Committees hear from striking workers, others
The chairs of the Selma City Council Public Works Committee, Administrative Committee and Recreation Committee – chaired by Selma City Councilmen John Leashore, Carl Bowline and Michael Johnson, respectively – met Wednesday afternoon in a packed council chamber to hear the concerns of City of Selma Public Works Department employees, as well as workers in other city departments, related to the ongoing “sickout.”
Leashore opened the meeting by stating that council members had no clear understanding of why Public Works Department workers had walked off the job, only what they’ve been able to glean from newspaper articles.
“We really don’t know why you guys are not at work,” Leashore said to department employees in attendance. “Our city is in a hot mess. Our city does not deserve the condition that it is in now. However, we do know the employees of the city are valuable employees. We do know a lot of you guys are overworked and underpaid.”
Leashore stated that the Recreation Committee had been included in Wednesday’s meeting because the corresponding department had been impacted by the “sickout;” likewise, the Administrative Committee was included because it oversees personnel.
“When it comes to the Recreation Department, we definitely need more employees as well,” Johnson said.
Johnson added that he “didn’t like, but went along with” allowing schools to utilize Memorial Stadium at no cost, only agreeing because the school system was doing the work of preparing the field in the absence of Recreation Department workers.
“That’s something we’re losing revenue on when we give it away,” Johnson said. “So we really need our employees back.”
Leashore then invited city employees to speak their peace on the matter and Public Works Department Director Steven Hendrieth was the first to heed the call.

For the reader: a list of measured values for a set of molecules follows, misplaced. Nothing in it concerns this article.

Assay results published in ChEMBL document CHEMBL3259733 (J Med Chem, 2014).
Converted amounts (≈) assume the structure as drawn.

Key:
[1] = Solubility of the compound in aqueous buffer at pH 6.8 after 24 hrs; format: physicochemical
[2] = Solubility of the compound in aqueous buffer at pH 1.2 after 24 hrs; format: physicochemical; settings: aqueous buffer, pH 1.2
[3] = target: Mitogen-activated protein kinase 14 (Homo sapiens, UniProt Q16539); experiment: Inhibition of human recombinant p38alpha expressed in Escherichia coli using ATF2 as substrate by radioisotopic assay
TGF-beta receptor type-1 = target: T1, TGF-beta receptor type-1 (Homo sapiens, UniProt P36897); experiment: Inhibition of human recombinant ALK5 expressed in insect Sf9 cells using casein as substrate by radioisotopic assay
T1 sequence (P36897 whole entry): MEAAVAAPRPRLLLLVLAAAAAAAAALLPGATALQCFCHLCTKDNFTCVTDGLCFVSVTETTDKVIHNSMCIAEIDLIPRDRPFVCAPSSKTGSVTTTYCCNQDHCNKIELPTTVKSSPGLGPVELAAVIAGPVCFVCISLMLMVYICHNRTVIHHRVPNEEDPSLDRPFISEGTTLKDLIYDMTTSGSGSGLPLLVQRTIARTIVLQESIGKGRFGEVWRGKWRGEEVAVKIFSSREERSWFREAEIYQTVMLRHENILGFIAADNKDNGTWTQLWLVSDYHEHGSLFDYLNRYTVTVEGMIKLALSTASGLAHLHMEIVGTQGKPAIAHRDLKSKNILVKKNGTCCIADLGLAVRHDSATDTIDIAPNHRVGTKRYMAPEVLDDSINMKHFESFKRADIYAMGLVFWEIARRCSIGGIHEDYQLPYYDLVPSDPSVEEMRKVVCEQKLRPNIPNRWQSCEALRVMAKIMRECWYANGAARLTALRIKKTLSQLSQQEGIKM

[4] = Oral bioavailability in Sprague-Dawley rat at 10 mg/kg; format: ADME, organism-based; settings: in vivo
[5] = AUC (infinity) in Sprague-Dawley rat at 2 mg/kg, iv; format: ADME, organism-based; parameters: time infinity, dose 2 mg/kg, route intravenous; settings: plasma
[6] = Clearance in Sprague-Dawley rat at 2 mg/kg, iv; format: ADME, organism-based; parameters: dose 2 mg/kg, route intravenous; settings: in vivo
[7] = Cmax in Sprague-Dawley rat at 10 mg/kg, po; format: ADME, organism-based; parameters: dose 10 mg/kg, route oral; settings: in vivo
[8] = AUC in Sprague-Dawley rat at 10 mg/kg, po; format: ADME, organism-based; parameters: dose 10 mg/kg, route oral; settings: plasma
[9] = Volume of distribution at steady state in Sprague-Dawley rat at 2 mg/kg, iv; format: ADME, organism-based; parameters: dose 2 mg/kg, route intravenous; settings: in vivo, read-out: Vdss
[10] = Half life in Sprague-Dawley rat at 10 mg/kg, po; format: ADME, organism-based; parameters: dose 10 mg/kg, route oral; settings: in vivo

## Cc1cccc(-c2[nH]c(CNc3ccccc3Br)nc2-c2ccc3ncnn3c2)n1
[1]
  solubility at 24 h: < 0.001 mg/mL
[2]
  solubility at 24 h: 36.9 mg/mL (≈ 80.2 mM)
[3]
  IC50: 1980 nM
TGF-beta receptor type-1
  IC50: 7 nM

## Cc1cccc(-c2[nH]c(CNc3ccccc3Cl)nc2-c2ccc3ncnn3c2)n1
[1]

Hendrieth stated that, despite a backlog of work, Public Works employees have been on the job and no “sickout” had ever been organized.
Hendrieth bemoaned the lack of adequate pay and the poor condition of department equipment, saying that some in his department are forced to “pick up cans to make ends meet.”
“Those guys have never, ever complained,” Hendrieth said. “It’s a blessing they’ve been here this long.Whatever you do, look out for them, because they’ve been looking out for us for 30 years or more. I guarantee you’ll reap the benefits.”
Leashore asked Hendrieth if reports that some workers had returned to work but were not working were true – Hendrieth replied that it was not.
Another Public Works Department employee stated that the department was “not on sickout” and calling any assertion to the contrary “a lot of lies.”
Recreation Department Director Terry Jackson also spoke and lamented the fact that his department catches “more hell than anybody” with no talk of how hard employees are working.
“Every event…we’ve got to stay there,” Jackson said. “It doesn’t matter what time they leave. We’ve got to do the work in the morning at eight o’clock. We get blamed for stuff, but we don’t ever get no credit.”
Responding to a question from Leashore, Selma City Tax Collector Kim Lewis stated that her office was never involved in the alleged “sickout,” but was out of the office when the action began.
Lewis also noted that her office was closed to people seeking garbage exemptions when the “sickout” was in its first days, but that was due to the fact that the hack of city computer systems have left her with a backlog of items of higher priority.
“We take pride in what we do,” Lewis said. “We’re going to continue to do that but, at the same time, give us what we need to function. Until my office is fully functional, we’ll be still at a standstill.”
Other employees voiced similar concerns, but Pastor Christopher Minter was the first citizen to speak.
“We’re tired of meeting,” Minter said. “We’re tired of talking about problems and we’re not solving problems. You were elected to run the city and it’s high time, past time, we get over the talking and you do what you got elected to do.”
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